House brick base continues

Wooden house on brick base

This is a typical average affordable house on brick-base. These houses seem to be build for just normal working families.  This base here is not like the base in the text, because in the text we are building on a sloping site.
This is a typical average affordable house on brick-base. These houses seem to be build for just normal working families. This base here is not like the base in the text, because in the text we are building on a sloping site. | Source

Brick base continues

DIY brickwork if you like (hub 3)

In our previous hub we have promised our readers that we are going to explain step by step how to build a brick base, so that any D I Y people that would like to try and build themselves their own brick base, or anything built with bricks can have an idea what they should do to make it right the first time around. So far in our last hub we have started to describe how to build a brick base on a sloping building site, in this hub we will continue to describe how to complete this house brick base.

Now in our last hub we had reached the stage where the bricklayers had set and built the southern wall high enough to lay some brick reinforcement and the damp course in this lower part of the house base, now just to keep our descriptions as simple as possible and as accurate as possible, we have to assume that they are going to leave an opening for a door, and then continue to build this wall as high as the first brick on the concrete foundation at the highest corner to start with, they want to do that, so that they can check and make sure that all the walls are level and there is no mistake, and therefore no pig in their brickwork, once that has been done it starts to be a bit easier for everyone to work on this brick base, since the whole house dimensions have been set and everything is level.

For this reason the bricklayers continue to check and recheck everything before they lay more bricks, because this is when a mistake can be picked up easily, they are also checking that everything is at the right alignment and also that they have laid the brick walls level, so, they keep checking this from the lines that they have set above with their level and the gauge rod, or any other way that they usually use; this making sure that everything is set right is very important to do, specially on a sloping site and stepped foundations, since the foundations may not be exactly level, because of the extra difficulty that the concreter can encounter when laying the foundations, and also that an exact gauge rod has not been made yet for that particular job, therefore the concreters are guessing the possible gauge.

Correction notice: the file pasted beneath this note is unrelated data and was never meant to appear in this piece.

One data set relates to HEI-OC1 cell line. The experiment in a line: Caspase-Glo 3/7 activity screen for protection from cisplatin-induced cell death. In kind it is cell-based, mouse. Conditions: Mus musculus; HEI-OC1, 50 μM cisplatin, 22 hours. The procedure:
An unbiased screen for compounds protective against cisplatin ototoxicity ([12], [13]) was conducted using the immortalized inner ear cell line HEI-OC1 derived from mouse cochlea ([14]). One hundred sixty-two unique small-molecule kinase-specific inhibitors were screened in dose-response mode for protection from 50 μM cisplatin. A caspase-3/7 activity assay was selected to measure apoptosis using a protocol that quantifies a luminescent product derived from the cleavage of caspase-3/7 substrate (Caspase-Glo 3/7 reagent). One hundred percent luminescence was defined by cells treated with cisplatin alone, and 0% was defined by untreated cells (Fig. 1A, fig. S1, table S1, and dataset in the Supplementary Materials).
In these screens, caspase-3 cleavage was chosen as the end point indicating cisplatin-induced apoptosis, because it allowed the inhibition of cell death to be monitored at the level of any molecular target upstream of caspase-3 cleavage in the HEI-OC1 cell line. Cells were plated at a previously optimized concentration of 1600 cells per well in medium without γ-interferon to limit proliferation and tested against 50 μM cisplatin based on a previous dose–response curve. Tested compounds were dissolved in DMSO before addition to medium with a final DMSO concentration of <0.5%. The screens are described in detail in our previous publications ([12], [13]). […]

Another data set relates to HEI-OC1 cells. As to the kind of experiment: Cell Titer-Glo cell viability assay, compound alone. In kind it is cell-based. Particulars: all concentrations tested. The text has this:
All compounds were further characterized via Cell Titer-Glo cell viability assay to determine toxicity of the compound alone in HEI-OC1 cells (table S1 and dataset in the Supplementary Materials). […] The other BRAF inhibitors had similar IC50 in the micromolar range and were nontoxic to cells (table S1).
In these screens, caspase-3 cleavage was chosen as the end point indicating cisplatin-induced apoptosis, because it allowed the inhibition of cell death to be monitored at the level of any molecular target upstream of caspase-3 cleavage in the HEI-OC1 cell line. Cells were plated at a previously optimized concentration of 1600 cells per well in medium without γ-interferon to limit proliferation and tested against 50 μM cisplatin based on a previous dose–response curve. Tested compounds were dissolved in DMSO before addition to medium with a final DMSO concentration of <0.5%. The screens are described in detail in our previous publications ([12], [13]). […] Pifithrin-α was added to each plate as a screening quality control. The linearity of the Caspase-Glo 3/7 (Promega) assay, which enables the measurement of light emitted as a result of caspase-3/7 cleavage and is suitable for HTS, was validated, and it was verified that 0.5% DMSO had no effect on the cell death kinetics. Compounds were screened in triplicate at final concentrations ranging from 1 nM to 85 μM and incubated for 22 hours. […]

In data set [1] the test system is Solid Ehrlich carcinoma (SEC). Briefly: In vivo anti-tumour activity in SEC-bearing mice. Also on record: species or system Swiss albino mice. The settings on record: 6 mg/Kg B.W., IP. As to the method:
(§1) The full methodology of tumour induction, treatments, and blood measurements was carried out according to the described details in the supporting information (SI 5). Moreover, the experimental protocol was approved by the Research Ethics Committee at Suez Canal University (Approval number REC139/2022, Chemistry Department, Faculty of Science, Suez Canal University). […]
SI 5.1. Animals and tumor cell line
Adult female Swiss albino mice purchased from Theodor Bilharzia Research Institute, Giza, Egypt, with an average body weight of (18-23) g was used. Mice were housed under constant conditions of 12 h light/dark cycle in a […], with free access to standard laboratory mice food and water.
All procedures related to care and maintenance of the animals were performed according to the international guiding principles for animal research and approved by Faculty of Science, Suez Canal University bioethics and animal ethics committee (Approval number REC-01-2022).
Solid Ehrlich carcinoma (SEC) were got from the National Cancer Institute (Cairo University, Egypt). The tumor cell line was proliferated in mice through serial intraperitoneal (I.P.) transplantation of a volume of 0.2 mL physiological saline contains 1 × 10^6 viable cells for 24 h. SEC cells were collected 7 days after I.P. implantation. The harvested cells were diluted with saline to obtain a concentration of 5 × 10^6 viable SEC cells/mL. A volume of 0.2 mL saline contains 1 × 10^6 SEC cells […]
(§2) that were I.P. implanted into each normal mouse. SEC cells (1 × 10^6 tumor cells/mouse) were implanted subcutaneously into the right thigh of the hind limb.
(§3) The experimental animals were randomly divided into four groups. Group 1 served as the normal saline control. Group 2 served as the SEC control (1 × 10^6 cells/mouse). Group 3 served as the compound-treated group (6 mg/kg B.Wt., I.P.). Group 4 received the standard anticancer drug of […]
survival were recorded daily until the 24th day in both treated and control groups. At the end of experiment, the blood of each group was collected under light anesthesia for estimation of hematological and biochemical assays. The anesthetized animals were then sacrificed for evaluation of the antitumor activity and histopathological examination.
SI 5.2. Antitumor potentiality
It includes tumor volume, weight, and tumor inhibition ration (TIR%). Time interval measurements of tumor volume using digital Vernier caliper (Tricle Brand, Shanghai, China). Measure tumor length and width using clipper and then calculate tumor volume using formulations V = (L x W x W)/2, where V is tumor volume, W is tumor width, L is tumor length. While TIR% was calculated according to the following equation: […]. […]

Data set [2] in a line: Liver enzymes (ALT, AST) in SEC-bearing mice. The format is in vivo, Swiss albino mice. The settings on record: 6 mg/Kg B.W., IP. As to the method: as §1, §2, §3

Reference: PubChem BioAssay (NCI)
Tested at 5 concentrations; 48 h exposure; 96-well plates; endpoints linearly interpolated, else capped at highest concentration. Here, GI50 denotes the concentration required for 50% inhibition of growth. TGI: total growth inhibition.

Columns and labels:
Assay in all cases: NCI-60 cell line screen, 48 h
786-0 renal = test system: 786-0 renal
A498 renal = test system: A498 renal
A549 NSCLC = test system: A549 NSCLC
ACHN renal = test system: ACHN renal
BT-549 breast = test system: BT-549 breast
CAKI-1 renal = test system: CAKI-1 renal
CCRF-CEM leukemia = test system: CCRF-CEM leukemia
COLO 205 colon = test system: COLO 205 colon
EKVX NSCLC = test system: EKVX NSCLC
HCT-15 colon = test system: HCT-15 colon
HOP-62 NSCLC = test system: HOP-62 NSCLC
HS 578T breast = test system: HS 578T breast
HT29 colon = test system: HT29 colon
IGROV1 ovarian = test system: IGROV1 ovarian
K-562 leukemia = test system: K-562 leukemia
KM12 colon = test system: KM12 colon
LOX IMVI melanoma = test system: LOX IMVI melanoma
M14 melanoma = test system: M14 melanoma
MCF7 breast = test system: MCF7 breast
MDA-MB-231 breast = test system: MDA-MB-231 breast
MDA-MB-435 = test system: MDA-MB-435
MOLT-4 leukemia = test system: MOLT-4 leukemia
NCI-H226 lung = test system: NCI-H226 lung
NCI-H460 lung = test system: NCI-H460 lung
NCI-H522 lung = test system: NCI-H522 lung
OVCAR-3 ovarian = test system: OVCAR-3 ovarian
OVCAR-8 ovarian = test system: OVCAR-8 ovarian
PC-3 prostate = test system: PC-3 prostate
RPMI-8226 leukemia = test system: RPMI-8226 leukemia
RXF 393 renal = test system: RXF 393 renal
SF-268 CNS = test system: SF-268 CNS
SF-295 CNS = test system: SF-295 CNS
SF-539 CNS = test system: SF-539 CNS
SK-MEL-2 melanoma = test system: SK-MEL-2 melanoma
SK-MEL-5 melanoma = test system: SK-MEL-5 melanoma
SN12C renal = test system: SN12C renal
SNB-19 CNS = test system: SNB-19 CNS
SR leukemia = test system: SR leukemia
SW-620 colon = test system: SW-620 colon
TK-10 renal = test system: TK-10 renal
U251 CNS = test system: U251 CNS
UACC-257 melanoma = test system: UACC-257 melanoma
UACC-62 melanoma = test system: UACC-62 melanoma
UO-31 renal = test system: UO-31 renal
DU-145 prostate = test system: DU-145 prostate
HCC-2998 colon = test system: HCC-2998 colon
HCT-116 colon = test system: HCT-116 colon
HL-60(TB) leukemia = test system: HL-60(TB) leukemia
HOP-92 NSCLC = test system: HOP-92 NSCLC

Now let me make it clear, when building every tradesman should rely only on themselves and their skills, they should always make sure that what they are doing is the right thing to do, they cannot blame somebody else for their own mistakes, therefore, when they find a mistake from the previous tradesman, whether they are concreters or other trades, whenever possible they should try to fix whatever there is to fix if they can fix it themselves, when that cannot be done, their foreman could recall the previous tradesman to fix their mistakes before they go ahead and make the first mistake bigger and more costly to fix later on.

That is why the bricklayer cannot trust blindly the concreters and they have to rely on themselves. Anyhow the bricklayer that are building this base are doing the right thing, so they has succeeded in building for a start the lower part of the brick base level and they have made the first full course of bricks all around the house base. Now they can relax a bit, as everything is in the right place at the right level and there is no pig in the brickwork, as the last course of bricks makes a full circle of the house and ends up level, so there is no pig in the brickwork, so let us explain what is meant by a pig in the brickwork.